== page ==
SWANTON – Swanton Wind, the company that hopes to develop a wind turbine farm here, has stumbled on its first step of the permitting process.
In late 2011, Travis Belisle, working with VERA Renewables, installed a 130-foot meteorological station at the top of Rocky Ridge, which is also the planned site for the turbines. The tower has collected data on wind speeds and current for more than three years. Swanton Wind and its consultants failed to obtain a critical permit from the Public Service Board for the tower.
A Public Service Board (PSB) order, issued on March 9, 2010 requires all applicants planning to construct “temporary meteorological stations” to address the project’s “effect on esthetics, historic sites, air and water purity, the natural environment, and the public health and safety.” Swanton Wind’s Tower was not subject to this scrutiny.
Travis Belisle said that he was unaware that a Certificate of Public Good (CPG, the permit issued by the PSB) was required for the project.
“To be honest with you, I called the town zoning administrator and he said if it was a temporary tower, he did need anything from me,” Belisle said. “If it needs a CPG we’ll get one. I hired VERA Renewables and they’re the ones I’m relying on to do this right. If we made a mistake, we’ll fix it, no matter what it costs.”
The town zoning administrator plays no part in permitting electrical generation facilities or temporary meteorological towers.
Still, it makes little sense for Belisle’s team to dodge the PSB on the meteorological tower. The review process is streamlined and public comment is strictly limited to the tower itself and is not allowed to wander into plans for any future wind generation facility.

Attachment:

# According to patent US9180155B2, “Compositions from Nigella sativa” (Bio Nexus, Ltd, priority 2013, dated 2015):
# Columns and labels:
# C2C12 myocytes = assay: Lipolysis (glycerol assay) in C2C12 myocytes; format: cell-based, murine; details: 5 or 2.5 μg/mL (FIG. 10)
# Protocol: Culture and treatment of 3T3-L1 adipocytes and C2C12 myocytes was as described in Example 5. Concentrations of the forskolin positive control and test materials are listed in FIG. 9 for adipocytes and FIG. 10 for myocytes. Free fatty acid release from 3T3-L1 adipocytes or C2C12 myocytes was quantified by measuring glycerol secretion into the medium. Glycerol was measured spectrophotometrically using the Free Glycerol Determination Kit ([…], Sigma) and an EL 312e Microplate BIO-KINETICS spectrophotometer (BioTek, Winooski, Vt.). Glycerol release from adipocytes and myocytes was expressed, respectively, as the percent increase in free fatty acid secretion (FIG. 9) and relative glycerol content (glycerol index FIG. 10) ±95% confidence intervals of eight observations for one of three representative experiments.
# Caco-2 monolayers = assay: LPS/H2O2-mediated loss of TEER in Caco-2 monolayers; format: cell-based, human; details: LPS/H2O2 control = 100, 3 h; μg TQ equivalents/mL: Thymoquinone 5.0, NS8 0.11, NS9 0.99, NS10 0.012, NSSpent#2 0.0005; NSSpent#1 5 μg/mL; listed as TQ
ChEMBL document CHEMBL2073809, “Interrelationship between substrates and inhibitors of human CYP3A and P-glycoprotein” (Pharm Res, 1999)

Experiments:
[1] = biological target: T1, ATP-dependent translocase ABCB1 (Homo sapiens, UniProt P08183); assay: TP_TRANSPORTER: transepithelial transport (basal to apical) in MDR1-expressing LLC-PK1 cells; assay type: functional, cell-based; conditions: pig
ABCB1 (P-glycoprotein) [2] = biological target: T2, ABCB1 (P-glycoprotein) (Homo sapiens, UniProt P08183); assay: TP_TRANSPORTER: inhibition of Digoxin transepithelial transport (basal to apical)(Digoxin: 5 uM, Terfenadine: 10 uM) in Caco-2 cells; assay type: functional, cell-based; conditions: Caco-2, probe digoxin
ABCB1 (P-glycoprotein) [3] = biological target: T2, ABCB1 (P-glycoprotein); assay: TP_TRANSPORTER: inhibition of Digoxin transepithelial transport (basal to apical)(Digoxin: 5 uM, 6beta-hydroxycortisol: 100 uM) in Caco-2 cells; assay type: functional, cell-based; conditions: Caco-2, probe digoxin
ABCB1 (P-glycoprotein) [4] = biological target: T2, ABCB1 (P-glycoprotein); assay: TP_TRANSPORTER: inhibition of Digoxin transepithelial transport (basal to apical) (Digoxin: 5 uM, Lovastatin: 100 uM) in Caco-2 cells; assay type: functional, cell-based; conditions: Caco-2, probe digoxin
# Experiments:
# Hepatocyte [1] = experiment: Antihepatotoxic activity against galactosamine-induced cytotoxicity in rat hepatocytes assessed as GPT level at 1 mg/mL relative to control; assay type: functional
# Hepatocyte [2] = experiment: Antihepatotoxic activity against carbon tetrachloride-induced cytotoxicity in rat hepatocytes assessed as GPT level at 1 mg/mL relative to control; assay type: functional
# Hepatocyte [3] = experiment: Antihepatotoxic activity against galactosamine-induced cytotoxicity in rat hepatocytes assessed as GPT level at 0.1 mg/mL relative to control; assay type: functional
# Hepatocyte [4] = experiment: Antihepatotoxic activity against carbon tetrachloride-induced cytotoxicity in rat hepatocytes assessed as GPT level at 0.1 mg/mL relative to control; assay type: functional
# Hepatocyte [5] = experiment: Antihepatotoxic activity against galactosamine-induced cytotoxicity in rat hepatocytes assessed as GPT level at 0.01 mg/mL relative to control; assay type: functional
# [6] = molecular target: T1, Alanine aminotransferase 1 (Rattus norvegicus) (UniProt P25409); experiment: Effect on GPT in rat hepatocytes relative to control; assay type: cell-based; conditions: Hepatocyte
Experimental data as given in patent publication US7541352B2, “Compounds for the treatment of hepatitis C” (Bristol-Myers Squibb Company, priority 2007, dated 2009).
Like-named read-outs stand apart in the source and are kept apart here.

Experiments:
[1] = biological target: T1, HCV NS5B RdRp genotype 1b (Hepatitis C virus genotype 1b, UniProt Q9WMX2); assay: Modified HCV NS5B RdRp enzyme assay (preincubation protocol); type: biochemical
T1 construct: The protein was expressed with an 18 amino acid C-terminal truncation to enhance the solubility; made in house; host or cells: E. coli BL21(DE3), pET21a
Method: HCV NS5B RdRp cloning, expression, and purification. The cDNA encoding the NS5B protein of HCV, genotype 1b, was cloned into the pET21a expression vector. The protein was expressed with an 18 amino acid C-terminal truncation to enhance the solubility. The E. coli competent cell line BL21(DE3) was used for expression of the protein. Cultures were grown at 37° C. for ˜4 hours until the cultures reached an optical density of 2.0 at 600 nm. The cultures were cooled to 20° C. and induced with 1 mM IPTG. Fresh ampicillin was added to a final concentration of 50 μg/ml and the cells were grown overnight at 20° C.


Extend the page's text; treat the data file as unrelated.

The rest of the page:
And the penalties for failing to acquire a CPG can be onerous.
If the PSB determines that the violation substantially harmed or might have harmed “the public health, safety, or welfare, the interests of utility customers, [or] the environment,” it could impose a penalty of $40,000 on the project plus an additional $10,000 per day if the violation is continuing.” The total penalty is capped at the larger of $100,000 or one one-hundredth of the gross revenues of the project.
“It’s going to cost me $1.2 to $1.5 million just to permit this project,” Belisle said. “It makes no sense to ignore this first step.”
Martha Staskus of VERA (Vermont Environmental Research Associates) Renewables, which is working on the project with Belisle, said that there was confusion about the changing requirements around 2010 and 2011.
“At the time there was some question of whether a CPG was required for a project like Travis’s,” she said.
“I don’t think anyone at the time  thought that this would be a large, commercial wind project. At that time, we were planning a smaller, net-metered project, which didn’t need a CPG. No one thought it would be windy enough on a 900-foot hill top for a project this size. But technology has improved a lot since then and we can do a lot more on this site.”
“There was no intention to not follow the rule,” she said.
Staskus said that VERA is now making arrangements to bring the tower down. She hopes it will be done by early August. “All that we need the tower for is acoustic monitoring equipment which will be re-sited at tree canopy level,” she said.
Staskus confirmed that they have gathered all of the wind data they need to assess the viability of the project.
At least two neighbors feel that a fine and removal of a now superfluous tower is not enough penalty for Belisle. Some of them purchase their homes after 2011 when the tower was installed.
Many have complained that Belisle did not give them fair notice of his plans for the ridgeline, though Belisle disputes that.
Said Dustin Lang: “He’s been flying under the radar, collecting data, without the public being told about it for years now. We’ve missed an opportunity to object and to prepare for what is coming. To me, should be like a trial. If evidence is gathered illegally, he shouldn’t be allowed to use it. He should have to start over from square one.”